Holy hell Portal is way older than I though it was and up until now I’ve never actually played it. No reason for that, just other things to do at the time (I mostly played a lot of World of Warcraft: The Burning Crusade) but I there was a strong part of me that wpuldn’t give Portal a chance due to the amount of bellends screaming about cake that always put me off playing. It’s sad when collective douchebaggery puts you off a game but that’s where we are.
Portal is a First Person Puzzle game that uses basic game engine physics to task you with a series of puzzles using various portals to allow for 4th dimensional travel within your three-dimensional space.
You take on the roll of Chell the silent protagonist that is woken from stasis after an undefined period of time. The game begins when Chell is woken up by the AI overseer of the Aperture Science Testing Facility, GLaDOS (Genetic Lifeform and Disk Operating System). GLaDOS tasks you with completing a series of tests with the reward being Cake and grief counseling.
Other stuff happens that you may know, but it’d be a bit spoiler-ey to say them, other than NO. THE FUCKING CAKE ISN’T A LIE! GO AWAY DICKWAD. But Portal does fall into the category of not much is explained with endless fan theory about the events.
As you proceed through the levels with ever friendlier talk of cake the puzzles become increasingly chin scratchy and moustache twirling-ly perplexing. You move from basic move box from A to B using one portal. To using two portals, to using momentum physics, and redirecting energy beams to trigger a door. Everything is taught to you in a fair and simple way. Left trigger is assigned to one portal gun, and the right trigger is assigned to the other. This doesn’t mean entrance and exit, but orange and blue portals enter one. Exit the other. It is a simple mechanic that is nailed first time.
In fact the best way to look at the main story mode is that the whole mode is a tutorial for the advanced maps and challenge modes. There are a few points where the answer is obvious, but stopping taking a breath and studying the room will often lead you to the answer. In fact the standard mode is very well telegraphed as it actually tells you at the start of each level what types of puzzles are in the level so if you pay attention you’ll know what to expect and that will lead you to the solutions.
You see the game is perfectly balanced, and that is a rare thing for a puzzle game. You’re never treated like an idiot, the hand holding is minimal, but each level builds on the previous, slowly introducing new mechanics and increasing the difficulty. It is all so subtle too, you go from Chamber 00 to Chamber 14 (19 Chambers in total) in about an hour and in that time you go from learning how to shoot the portal gun to momentum flinging yourself across the map, to zapping multiple portals while flying through the air to pick up enough momentum to fly 200ft. Yes you’ll stumble, you’ll die, you won’t immediately so the solution but you will. You feel smart, and the game just continues.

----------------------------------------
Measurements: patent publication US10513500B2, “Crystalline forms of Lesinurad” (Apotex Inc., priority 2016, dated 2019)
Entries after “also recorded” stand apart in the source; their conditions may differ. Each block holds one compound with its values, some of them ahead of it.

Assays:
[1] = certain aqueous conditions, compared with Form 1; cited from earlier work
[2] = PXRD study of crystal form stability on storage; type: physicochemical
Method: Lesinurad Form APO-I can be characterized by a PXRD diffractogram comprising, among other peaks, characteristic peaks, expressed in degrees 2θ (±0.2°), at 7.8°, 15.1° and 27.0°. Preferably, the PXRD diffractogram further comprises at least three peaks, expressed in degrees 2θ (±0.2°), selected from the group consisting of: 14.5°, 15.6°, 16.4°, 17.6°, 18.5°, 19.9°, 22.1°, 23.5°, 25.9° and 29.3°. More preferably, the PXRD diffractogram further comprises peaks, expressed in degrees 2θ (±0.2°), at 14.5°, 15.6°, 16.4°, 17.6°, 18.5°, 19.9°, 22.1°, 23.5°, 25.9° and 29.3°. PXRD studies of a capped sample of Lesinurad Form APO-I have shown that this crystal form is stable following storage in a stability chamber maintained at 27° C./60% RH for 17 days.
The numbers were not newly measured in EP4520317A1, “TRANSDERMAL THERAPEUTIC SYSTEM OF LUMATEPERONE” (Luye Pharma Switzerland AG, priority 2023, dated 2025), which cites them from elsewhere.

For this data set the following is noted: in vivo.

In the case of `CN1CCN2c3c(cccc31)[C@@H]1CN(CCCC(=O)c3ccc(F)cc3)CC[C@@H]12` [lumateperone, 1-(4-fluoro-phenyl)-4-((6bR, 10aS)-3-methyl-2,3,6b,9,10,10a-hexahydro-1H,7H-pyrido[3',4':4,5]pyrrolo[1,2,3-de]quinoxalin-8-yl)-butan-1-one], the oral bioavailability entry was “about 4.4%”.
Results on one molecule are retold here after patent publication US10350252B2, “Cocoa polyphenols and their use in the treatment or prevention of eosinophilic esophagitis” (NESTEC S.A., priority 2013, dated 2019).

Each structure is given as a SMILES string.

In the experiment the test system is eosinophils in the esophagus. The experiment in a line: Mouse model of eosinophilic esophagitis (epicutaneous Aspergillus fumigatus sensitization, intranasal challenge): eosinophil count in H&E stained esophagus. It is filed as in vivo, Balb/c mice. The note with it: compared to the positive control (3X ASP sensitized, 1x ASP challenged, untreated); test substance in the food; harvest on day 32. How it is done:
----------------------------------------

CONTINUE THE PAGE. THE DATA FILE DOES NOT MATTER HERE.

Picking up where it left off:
Thankfully failure isn’t overly punished, with death a mere inconvenience that will set you back to the previous checkpoint.
At some point you realise the AI overseer isn’t all happiness and cake, and it is at this point the obnoxious loud person will step up and scream their favourite quote. But as the story progresses you realise the Grief counselling might not be what you need.
Go listen to Still Alive if you haven’t already. Not the version sang by GLaDOS, but the proper version by Jonathan Coulton featuring Sara Quin. I pretty much listened to it on a loop for 4 hours after beating the game.
Portal really was a revelation, considering it was originally seen as “the other game” by pedants before release and didn’t nearly as much hype as the over rated Half-Life 2 (plus Episode 1 and 2), or Team Fortress 2 it certainly carved out its own deserved legacy.
That’s it really. Portal is short and sweet, as mentioned the first 15 levels will probably take you an hour with the final 4-5 levels taking another 90 minutes to 2 hours. After that the game can be extended with various challenges such as complete a level quickly, complete with fewest portals, and least steps with the standard bronze/silver/gold medals awarded for your skill. I am always hit and miss with these features as I appreciate people like them but they are not for me and once I beat the main game I didn’t really feel a need to replay Portal. The joy comes from thinking you’re the cleverest person alive, and that is obviously diminished the second time you play that level which caused you serious trauma only to piss through it in 30 seconds.
But, Portal falls into the Silent Hill 2 category for me. I don’t want to play it all day every day. I want to forget about it, and stick it on again one night many moons from now and play the game as fresh as I can just to try and capture the magic I felt on my first playthrough.
Pros: perfectly balanced, GLaDOS.
Cons: a little bit short
Back in the Day
Originally released as part of the Orange Box Portal would receive as much if not more than its fellow brethren in Team Fortress 2 and Half-Life 2, Portal was praised for it’s sense of humour, and dark twists. It would ultimetly go on and score 90%+ and currently holds a 90% on Metacritic.
Portal also smashed the 2008 Awards ceremonies taking it’s fair share in Games of the Year awards, as well as best puzzler and best characters (GLaDOS).
It was good yo.
Also available on: PlayStation 3, Xbox 360, OS X, Linux, Android